Radiation was a Beam of Hope for ABR Employee

Radiation was a Beam of Hope for ABR Employee

Being 6-foot-5 and towering over most other people is a dream for many Americans. For ABR Software Developer Casey Baker, it was a warning sign.


Baker grew an unlikely four inches between ages 21 and 28. He also experienced chronic fatigue and decreased energy, prompting him to seek a medical opinion in January 2016.


ABR Software Developer Casey Baker wears a protective mask as he undergoes radiation therapy in 2017.
ABR Software Developer Casey Baker wears a protective mask as he undergoes radiation therapy in 2017.

What he discovered through tests and bloodwork was that he had a 4-centimeter pituitary macroadenoma (brain tumor). While further tests revealed that the tumor was noncancerous, Baker was diagnosed with acromegaly in June 2016. Acromegaly is a condition in which the pituitary gland produces too much growth hormone, explaining his growth spurt.


“One symptom of acromegaly is that I never stopped growing after high school,” Baker said. “I’ve always been much taller than all of my family.”


Since Baker’s tumor was protruding into his optic chiasm, his doctors were worried that he could go blind if the tumor grew or shifted or that it could compress his internal carotid artery. Treatment involved transsphenoidal surgery (through his nose) to remove as much of the tumor as possible at Southern Hills Hospital in his hometown of Las Vegas. He spent nearly two weeks in ICU after surgery.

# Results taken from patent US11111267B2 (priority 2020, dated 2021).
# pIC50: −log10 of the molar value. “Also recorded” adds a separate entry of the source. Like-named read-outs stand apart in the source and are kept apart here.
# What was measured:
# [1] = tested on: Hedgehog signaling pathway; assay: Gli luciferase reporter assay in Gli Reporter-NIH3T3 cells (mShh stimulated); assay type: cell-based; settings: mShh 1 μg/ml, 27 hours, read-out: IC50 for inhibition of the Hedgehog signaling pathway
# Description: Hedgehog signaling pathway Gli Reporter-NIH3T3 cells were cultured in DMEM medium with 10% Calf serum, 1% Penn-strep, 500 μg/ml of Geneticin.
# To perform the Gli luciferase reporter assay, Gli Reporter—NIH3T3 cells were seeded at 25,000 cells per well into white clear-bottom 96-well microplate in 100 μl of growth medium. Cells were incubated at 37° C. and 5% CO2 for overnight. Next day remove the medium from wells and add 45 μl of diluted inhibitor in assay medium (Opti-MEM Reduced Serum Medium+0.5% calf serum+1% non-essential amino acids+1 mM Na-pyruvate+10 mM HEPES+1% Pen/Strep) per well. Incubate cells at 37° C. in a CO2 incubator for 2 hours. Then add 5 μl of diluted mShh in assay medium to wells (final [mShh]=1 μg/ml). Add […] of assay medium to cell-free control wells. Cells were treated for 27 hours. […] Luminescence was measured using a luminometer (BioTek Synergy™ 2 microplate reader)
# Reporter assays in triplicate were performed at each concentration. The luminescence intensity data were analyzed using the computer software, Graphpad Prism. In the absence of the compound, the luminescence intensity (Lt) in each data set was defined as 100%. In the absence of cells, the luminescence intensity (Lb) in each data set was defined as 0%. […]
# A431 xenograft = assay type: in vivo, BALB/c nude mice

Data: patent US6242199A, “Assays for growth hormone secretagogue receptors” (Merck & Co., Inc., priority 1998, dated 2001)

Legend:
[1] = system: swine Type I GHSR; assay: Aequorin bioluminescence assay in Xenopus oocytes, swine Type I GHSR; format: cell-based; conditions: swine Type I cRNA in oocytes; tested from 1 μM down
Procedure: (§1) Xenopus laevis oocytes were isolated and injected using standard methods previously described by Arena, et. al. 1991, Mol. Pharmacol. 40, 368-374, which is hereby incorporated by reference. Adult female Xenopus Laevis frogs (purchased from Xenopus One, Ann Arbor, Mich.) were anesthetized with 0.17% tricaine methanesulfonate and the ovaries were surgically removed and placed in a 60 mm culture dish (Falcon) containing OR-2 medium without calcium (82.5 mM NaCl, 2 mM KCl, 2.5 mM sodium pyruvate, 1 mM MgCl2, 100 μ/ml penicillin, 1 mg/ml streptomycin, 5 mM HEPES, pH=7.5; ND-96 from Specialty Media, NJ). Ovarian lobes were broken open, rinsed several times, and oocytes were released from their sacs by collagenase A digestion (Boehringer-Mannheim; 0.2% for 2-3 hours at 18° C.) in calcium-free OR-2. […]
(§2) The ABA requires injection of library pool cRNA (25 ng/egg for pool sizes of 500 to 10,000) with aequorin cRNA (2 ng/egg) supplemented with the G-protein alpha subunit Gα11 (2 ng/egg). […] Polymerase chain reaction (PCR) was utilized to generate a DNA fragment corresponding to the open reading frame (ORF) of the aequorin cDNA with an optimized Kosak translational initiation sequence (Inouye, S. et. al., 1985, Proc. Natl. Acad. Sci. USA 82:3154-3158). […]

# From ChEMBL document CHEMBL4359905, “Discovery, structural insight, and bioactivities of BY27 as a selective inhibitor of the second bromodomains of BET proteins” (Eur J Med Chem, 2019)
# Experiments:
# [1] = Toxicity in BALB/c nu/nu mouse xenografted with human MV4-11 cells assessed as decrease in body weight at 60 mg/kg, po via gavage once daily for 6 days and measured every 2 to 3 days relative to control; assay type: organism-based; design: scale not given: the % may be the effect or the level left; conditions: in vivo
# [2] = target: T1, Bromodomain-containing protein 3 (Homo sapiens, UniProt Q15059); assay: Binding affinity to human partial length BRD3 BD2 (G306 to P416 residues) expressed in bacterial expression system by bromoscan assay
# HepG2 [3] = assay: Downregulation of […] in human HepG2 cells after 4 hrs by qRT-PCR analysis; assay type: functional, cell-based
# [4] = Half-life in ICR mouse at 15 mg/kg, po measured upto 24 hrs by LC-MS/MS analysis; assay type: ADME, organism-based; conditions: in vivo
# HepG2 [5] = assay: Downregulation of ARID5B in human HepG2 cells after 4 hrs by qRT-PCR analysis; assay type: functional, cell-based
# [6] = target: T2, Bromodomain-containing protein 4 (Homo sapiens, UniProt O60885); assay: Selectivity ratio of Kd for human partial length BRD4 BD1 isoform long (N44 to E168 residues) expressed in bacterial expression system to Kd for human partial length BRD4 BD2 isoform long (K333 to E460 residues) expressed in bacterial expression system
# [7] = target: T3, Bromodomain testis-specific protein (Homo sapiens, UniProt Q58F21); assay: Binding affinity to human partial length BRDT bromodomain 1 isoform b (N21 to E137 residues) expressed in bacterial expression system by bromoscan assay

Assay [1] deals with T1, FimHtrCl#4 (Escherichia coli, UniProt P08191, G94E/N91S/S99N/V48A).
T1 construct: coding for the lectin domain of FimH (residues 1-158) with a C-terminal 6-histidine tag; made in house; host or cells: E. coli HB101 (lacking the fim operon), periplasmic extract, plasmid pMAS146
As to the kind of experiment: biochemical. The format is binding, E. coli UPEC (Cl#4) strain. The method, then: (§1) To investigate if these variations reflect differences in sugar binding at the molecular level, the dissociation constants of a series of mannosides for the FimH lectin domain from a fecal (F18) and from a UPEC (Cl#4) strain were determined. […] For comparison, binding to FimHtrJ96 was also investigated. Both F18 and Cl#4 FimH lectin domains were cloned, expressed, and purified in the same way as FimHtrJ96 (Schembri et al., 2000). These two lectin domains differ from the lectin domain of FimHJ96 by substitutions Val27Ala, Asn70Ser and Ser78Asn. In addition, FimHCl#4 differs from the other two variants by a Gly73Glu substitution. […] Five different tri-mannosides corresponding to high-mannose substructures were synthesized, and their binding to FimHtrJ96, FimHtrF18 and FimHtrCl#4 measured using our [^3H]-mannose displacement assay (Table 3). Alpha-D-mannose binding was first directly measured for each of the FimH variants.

A follow-up scan six months later revealed that the surgery wasn’t successful; the tumor had grown back to its original size.


“My neurosurgeon said, ‘It looks like I was never there,’ ” Baker said.


He was referred to 21st Century Oncology for radiation therapy with Susan Reisinger, MD. Dr. Reisinger said radiation was necessary to keep the tumor from growing and damaging Baker’s internal carotid artery or causing blindness.


After Dr. Reisinger explained the risks, Baker underwent radiation therapy for a couple of months, finishing in June 2017. After treatment, he was down to a rail-thin 138 pounds and his energy was lagging. But he was on the road to recovery.


A year later, he was diagnosed with Addison’s disease and hypothyroidism caused by the radiation therapy. Fortunately, he can control those issues through medication.


“Two years and a pandemic later, I’m at a healthy weight and regularly able to work out, while focusing on improving my overall health in ways I could not before,” Baker said. “My tumor has shrunk from 4 to 1.7 centimeters from the radiation therapy.”


Once surgery was behind him and his health returned, Baker found his ABR job last September. After the ups and downs of surgery and radiation therapy, the ABR was a fitting place to restart his life.


“While it seems like my tumor and radiation days are behind me, it feels nice to continue my journey with an organization that supports medical professionals that help people like me,” he said.

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